Less a farewell album than the musical celebration of a life, Wildwood Flower is as bright and bold as it is moving. Given the recent tragedy surrounding the first family of country (June died in May; husband Johnny in September; daughter Rosey Nix Adams poisoned by carbon monoxide in October), this is both autobiography and a chronicle of generational ebb and flow.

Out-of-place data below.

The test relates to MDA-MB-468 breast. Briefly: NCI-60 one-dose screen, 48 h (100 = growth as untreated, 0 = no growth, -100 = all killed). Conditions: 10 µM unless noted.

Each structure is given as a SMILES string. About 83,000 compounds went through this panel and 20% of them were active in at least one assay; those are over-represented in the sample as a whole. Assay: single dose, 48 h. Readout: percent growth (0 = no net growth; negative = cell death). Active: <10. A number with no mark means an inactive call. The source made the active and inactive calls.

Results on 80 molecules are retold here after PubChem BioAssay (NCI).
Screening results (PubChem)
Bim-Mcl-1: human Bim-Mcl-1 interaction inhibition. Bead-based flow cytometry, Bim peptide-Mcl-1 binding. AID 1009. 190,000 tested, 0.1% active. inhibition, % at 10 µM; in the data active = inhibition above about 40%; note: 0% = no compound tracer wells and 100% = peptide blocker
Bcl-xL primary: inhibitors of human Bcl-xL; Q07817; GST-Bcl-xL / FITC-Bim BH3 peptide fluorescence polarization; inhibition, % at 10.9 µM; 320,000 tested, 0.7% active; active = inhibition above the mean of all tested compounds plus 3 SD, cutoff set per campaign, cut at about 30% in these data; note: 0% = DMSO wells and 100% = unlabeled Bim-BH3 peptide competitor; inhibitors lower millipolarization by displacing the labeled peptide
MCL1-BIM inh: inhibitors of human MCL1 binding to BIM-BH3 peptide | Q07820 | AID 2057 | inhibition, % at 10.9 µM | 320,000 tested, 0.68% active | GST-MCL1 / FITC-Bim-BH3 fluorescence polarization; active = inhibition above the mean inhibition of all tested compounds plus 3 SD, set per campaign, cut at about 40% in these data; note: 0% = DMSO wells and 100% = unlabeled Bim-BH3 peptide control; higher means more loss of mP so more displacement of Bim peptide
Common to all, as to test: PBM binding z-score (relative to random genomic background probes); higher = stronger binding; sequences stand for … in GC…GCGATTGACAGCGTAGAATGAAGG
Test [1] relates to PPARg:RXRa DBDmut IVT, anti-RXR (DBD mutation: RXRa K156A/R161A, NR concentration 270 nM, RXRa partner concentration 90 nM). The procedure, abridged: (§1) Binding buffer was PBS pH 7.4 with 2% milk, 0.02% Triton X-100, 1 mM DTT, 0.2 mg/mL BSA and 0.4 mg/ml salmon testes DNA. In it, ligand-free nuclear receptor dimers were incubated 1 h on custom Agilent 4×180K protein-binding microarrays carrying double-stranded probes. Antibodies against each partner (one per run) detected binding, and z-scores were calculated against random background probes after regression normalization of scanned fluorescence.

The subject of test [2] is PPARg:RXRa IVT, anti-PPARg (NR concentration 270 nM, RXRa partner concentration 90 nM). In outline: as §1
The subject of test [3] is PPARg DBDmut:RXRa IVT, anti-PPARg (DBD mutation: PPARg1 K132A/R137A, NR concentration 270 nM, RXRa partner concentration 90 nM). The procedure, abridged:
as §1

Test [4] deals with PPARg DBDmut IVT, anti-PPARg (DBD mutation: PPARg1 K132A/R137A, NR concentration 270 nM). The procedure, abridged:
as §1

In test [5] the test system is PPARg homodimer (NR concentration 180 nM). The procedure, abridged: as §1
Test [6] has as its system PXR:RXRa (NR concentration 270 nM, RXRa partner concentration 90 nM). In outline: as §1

Recorded between October 2002 and March 2003 in Mother Maybelle’s Virginian childhood home in Mace Springs, June is joined by Cash, daughter Carlene, son John (who produces), AP and Sarah Carter siblings Joe and Janette, grandkids Laura and Tiffany and close friends Norman Blake and Marty Stuart. Most striking are the voices-June’s splintered like ageing timber, Johnny’s eroded by disease?but both possess a strength bonded by unconditional love. Their duet on “Will You Miss Me When I’m Gone” (one of seven AP Carter reworkings) is so intimate it almost feels voyeuristic listening in. “Temptation” is a playful take on their relationship, and a fitting companion piece to June’s classic “Ring Of Fire”, written for Johnny. Elsewhere, wartime radio snippets of the Carter Sisters and “Little Junie” appear like bursts of static. June’s humour is never more sweetly evinced than on the intro to “Big Yellow Peaches”, where she recalls being chased around the couch by Lee Marvin, a man who “liked to fight the Second World War all the time”. Her own “Kneeling Drunkard’s Prayer” and “Alcatraz” show a singular compositional flair, leavened by Blake’s sunny acoustic picking and spare use of fiddle, mandolin and June’s own trademark autoharp. Wildwood Flower is raw and achingly human.